UN chief calls Mandela 'a giant for justice' whose struggle for freedom inspired the world
In this photo provided by the United Nations, U.N. Secretary General Ban Ki-Moon addresses the media at U.N. Headquarters, Thursday, Dec. 5, 2013, on the passing of Nelson Mandela, The former South African president, who spent much of 2013 in and out of the hospital, died Thursday, Dec. 5, 2013 at age 95. (AP Photo/The United Nations, Mark Garten)
December 06, 2013 - 5:23 AM
U.N. Secretary-General Ban Ki-moon says Nelson Mandela was "a giant for justice" whose "selfless struggle for human dignity, equality and freedom" inspired many people around the world.
"No one did more in our time to advance the values and aspirations of the United Nations," Ban told reporters soon after Mandela's death was announced Thursday.
Ban said he was deeply touched when he met Mandela at his residence in South Africa in February 2009.
"When I thanked him for his life's work, he insisted the credit belonged to others," Ban said. "I will never forget his selflessness and deep sense of shared purpose."
The U.N. Security Council interrupted a meeting on the tribunals for former Yugoslavia and Rwanda and stood for a minute in silent tribute to Mandela.
Argentina's U.N. Ambassador Maria Cristina Perceval, who had been speaking, called Mandela "a man who gave hope to the entire world."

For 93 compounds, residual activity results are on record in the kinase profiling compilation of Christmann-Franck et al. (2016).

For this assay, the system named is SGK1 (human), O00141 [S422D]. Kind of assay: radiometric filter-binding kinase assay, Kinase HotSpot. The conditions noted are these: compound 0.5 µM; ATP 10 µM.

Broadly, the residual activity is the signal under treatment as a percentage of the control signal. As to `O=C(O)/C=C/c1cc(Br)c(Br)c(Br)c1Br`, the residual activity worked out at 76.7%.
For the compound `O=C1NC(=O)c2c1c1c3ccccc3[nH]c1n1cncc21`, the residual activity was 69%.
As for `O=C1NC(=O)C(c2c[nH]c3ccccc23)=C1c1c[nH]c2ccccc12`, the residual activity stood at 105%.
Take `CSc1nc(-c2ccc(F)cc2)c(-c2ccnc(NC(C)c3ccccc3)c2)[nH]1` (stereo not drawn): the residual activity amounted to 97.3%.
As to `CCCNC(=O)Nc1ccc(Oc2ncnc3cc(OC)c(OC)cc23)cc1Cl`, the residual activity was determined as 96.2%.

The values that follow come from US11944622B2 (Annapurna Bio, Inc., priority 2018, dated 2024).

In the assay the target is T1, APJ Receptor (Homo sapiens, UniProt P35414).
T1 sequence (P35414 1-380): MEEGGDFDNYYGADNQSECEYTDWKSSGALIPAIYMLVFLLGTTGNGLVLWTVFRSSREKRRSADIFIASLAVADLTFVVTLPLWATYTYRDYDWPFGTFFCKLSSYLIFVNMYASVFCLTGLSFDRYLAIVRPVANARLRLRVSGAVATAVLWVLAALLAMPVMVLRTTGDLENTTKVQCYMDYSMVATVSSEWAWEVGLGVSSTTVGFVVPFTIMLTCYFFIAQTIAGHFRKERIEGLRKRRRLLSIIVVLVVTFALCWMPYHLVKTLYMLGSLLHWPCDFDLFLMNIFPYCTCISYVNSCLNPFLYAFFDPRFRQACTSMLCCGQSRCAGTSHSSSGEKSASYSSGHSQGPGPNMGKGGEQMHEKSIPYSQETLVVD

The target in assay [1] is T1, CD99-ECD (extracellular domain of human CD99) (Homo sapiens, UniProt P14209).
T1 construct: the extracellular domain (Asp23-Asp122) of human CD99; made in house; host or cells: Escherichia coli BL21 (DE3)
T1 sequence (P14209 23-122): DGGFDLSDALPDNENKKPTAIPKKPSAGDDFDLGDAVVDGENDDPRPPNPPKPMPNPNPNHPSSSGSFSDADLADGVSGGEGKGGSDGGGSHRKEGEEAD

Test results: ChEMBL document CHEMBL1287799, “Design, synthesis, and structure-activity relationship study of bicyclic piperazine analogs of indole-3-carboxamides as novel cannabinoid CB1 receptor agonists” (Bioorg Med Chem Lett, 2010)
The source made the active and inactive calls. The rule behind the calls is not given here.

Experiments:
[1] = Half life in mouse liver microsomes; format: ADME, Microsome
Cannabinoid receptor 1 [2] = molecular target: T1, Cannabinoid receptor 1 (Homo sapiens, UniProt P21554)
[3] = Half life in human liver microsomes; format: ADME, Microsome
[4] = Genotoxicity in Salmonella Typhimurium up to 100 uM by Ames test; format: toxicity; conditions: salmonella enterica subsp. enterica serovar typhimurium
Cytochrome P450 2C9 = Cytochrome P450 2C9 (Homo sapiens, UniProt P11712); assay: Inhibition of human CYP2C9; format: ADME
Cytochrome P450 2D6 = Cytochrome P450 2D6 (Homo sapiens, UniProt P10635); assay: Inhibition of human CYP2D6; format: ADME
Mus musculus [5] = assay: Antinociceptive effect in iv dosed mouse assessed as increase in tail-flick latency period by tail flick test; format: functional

"Good men and women, men such as Mandela resisted and taught us to resist fear ... to resist oblivion," she said.
The Security Council said in a statement later that "Mandela will forever be remembered as someone who gave up so much of his life in the struggle for freedom, so that millions could have a brighter future."
The U.N. General Assembly in 2009 adopted a resolution declaring Nelson Mandela International Day, the first ever international day in honour of an individual. It is celebrated every year on July 18, his birthday.
"The members of the Security Council consider this to be a reflection of the magnitude of Nelson Mandela's contribution to freedom and justice," the council said. "Nelson Mandela day is a celebration of the idea that each individual has the power to transform the world, and the ability to make an impact, just as Nelson Mandela did himself."
News from © The Associated Press, 2013